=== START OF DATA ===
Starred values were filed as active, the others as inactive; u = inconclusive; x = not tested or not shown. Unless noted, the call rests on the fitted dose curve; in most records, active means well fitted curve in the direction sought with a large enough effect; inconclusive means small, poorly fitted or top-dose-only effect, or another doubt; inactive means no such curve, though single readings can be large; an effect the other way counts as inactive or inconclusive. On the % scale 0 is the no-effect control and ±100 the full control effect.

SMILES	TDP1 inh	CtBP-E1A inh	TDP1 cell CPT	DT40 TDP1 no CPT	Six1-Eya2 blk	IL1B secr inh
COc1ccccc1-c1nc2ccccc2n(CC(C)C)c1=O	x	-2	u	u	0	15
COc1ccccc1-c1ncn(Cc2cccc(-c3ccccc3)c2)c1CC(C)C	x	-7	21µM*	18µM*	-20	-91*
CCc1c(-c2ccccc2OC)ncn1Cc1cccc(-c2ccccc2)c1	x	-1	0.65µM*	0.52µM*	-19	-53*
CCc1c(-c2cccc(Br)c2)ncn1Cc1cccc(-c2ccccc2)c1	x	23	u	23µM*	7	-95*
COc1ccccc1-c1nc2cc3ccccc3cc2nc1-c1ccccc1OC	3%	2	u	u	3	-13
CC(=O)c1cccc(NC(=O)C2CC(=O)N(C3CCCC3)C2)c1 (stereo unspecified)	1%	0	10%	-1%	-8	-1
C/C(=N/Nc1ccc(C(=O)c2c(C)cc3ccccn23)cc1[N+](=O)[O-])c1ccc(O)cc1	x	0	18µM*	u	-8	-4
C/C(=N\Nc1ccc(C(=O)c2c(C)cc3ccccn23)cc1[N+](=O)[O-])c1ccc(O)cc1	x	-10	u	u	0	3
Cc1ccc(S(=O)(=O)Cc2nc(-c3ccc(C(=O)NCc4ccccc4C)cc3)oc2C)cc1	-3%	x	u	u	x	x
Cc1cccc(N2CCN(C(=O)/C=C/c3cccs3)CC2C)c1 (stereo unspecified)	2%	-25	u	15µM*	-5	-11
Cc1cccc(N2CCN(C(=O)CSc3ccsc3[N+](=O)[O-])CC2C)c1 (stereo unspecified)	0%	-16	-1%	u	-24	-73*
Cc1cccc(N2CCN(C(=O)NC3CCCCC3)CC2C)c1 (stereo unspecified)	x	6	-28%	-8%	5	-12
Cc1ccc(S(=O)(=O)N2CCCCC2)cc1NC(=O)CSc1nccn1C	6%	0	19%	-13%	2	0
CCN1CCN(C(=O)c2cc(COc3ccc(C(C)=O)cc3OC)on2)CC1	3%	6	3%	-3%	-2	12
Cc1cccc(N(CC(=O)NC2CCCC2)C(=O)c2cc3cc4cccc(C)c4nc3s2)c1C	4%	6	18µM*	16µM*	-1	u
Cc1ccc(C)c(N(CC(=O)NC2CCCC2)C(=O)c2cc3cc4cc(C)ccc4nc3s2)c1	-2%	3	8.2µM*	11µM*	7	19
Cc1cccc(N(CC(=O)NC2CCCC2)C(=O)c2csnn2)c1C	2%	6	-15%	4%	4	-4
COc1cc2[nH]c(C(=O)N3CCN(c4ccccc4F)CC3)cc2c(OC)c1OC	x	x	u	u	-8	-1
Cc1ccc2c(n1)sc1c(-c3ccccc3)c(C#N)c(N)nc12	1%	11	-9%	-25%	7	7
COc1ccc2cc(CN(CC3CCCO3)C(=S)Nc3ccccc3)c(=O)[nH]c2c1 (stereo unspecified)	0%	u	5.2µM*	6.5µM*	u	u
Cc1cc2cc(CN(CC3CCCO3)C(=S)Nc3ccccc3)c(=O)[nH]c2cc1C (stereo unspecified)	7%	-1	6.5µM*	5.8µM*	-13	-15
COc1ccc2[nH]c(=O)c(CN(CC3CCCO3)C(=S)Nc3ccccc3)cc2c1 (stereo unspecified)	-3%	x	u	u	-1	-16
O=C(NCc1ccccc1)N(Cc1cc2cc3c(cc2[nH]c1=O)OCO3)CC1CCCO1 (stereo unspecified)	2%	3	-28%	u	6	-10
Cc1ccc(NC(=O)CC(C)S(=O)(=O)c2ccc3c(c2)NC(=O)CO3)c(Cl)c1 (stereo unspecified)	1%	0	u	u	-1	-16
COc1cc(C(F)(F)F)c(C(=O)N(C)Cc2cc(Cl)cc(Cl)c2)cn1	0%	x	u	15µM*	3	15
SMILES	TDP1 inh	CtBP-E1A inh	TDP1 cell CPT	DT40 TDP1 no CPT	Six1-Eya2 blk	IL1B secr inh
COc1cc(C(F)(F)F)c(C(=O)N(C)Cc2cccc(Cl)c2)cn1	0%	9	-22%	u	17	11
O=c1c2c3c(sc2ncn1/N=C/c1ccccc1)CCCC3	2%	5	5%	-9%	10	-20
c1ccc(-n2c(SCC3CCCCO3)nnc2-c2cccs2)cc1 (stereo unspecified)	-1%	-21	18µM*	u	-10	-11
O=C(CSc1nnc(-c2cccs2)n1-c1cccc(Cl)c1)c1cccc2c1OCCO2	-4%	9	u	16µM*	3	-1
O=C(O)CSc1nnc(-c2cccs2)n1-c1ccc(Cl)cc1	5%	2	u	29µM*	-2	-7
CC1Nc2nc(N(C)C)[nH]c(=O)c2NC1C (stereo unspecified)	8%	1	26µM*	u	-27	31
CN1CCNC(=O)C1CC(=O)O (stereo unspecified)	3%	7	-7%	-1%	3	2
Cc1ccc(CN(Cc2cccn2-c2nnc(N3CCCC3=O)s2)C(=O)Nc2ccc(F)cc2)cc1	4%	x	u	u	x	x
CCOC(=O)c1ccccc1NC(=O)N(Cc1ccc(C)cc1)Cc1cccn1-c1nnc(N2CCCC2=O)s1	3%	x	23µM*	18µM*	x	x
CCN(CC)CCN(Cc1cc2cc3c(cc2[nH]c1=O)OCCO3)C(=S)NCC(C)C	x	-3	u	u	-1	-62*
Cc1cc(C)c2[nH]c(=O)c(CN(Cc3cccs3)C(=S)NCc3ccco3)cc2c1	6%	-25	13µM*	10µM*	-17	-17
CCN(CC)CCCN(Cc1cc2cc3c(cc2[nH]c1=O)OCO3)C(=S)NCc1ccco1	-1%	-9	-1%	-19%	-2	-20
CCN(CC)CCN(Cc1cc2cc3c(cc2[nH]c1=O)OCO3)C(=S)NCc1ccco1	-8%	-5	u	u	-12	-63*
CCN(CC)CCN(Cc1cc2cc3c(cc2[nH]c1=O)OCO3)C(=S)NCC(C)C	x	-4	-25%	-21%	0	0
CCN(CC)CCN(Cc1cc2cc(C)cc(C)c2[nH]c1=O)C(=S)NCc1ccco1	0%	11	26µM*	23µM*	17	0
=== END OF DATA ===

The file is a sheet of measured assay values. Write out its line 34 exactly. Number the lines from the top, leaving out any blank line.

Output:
CC1Nc2nc(N(C)C)[nH]c(=O)c2NC1C (stereo unspecified)	8%	1	26µM*	u	-27	31